Creating a girlswear label may not have been the obvious business choice for a mum of three boys, but for Kaylea Wijaya and her husband, designing tropical clothing for girls has become their passion. Inspired by the tropical islands and lushness of their surrounds, Melatiku's clothing is made in Bali by self-employed artisans who set a fair price for each piece - no sweat shops, no child labour.
We caught up with Kaylea Wijaya, Melatiku's designer, to talk about the inspiration behind the brand, the steps Melatiku takes to be more sustainable and their passion for supporting the local community through ethical clothing production.
Tell us a little bit about you and your family
I am a full-time mum of three boys and I design for Melatiku with my husband. He is from Java in Indonesia so our boys enjoy living in two cultures.
Talk to us about Melatiku – how did the brand come about?
Bali is one of those places you cannot come to without being inspired by colour and the tropics. After a few visits, my mind was buzzing with ideas for starting something that involved working with the gorgeous fabrics on offer here. After dabbling in cushions, ladieswear and bags, we decided our calling was to make clothes for girls who love adventures under the sun.
When we started our brand there were not any brands that focussed completely on tropical girls wear using bold and beautiful prints. Even today, I feel what we are doing is unique to anyone else out there. I think our fuss-free designs and the fact that we do not necessarily follow the trends of that summer mean that we are still a firm favourite for mammas.
Your clothing is ethically made in Bali – how important was this for you?
My husband and I believe in karma and so it is important for us to do right by those around us in all aspects of our lives. We also want to show our boys that you can be successful, whilst also caring for those who are helping you make it happen. We work with many artisans in Bali and Java and we know that ultimately without them, there would be no Melatiku.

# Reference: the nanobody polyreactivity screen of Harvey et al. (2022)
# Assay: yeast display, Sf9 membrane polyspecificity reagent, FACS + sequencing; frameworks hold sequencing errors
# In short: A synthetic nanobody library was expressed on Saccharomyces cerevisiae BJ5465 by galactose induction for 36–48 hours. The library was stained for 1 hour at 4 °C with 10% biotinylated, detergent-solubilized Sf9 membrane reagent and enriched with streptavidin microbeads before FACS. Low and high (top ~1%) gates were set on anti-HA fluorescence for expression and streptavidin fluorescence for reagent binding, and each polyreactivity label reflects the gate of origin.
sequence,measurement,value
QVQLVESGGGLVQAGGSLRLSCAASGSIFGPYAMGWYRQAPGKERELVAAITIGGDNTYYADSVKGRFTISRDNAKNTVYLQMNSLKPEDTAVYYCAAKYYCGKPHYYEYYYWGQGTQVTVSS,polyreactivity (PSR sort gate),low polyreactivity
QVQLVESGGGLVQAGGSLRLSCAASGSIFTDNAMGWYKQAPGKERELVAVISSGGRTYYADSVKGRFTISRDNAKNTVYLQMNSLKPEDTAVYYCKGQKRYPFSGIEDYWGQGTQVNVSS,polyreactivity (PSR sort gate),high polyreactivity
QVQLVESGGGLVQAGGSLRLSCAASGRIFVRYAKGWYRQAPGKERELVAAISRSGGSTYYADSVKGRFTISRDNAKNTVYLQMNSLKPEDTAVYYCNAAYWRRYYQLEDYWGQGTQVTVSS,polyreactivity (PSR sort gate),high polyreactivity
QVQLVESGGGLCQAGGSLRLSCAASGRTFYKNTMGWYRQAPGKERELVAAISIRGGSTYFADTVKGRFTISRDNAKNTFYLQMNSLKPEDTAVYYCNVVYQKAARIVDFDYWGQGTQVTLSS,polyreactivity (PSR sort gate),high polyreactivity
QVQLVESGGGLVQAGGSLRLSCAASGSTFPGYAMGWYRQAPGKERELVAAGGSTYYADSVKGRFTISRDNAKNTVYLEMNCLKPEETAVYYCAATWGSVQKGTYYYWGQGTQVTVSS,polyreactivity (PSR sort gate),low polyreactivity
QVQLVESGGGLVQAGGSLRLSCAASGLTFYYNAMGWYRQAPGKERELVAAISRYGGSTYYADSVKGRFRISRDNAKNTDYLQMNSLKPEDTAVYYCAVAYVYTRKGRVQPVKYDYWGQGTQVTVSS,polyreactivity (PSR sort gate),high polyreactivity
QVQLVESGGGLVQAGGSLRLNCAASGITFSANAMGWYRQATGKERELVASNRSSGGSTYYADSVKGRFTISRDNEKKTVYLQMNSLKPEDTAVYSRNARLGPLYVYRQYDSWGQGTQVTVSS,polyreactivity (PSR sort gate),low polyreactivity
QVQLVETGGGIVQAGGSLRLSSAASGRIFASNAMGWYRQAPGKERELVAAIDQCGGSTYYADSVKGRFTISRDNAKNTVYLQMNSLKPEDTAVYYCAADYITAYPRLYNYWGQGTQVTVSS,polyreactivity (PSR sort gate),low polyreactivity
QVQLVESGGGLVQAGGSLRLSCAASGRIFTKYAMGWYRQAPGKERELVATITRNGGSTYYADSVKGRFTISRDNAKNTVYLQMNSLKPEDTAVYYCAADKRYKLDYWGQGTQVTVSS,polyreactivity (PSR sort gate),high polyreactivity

What was your process when it came to choosing how and where your clothing would be manufactured?
For us it was a simple choice to produce in Bali as my husband is Indonesian and we needed to be able to speak the local language to really build the relationships with our artisans.
You use predominantly cotton and rayon – how does your fabric choices influence your designs?
Our clothing is for hot weather and we find that rayon and cotton are the best choices for this. Also rayon is perfect for our kaftans and dresses as the fabric hangs so well making them look gorgeous.
Do you think consumers are fully aware about the negative impacts of fast fashion? And if not, what do we need to do to correct it?
Melatiku is certainly in the slow fashion category. I think most people are aware of the negative effects of fast fashion. I think deep down everyone wants to buy clothes that are ethically produced, however I think until the price gap between ethically produced and fast fashion pieces reduces, it would be impossible to see a major shift in buying habits.
But we cannot and should not accept slave-like conditions, nor children being forced to work rather than receive an education.
How important is sustainability in the running of your business?
Sustainability is very important to us and we want to be a good role model for the next generation. We are currently cutting down on plastic by sending out items in a reusable natural cotton bag. We make our clothing with adjustable straps and elasticated sections so they can be worn for more than one Summer, and our high quality craftsmanship means our Melatikus can pass their beloved pieces to younger siblings or friends.
What was the inspiration for launching your unisex range?
When my third son was born he inspired me to create some baby unisex pieces. I fell in love with monochrome and simple abstract prints. However, we have since thought about the direction of our brand and we will still be focusing on tropical-inspired girlswear.
If you could change one thing in the world for the next generation, what would it be?
It sounds like a cliché but I would love for everyone to accept others for who they are and what they believe in. Bringing my boys up in a multicultural family has been a blessing and they have been immersed in different ways of life since they were little. There is too much going on in the world today that is rooted in strong personal beliefs and reluctance to show tolerance towards others.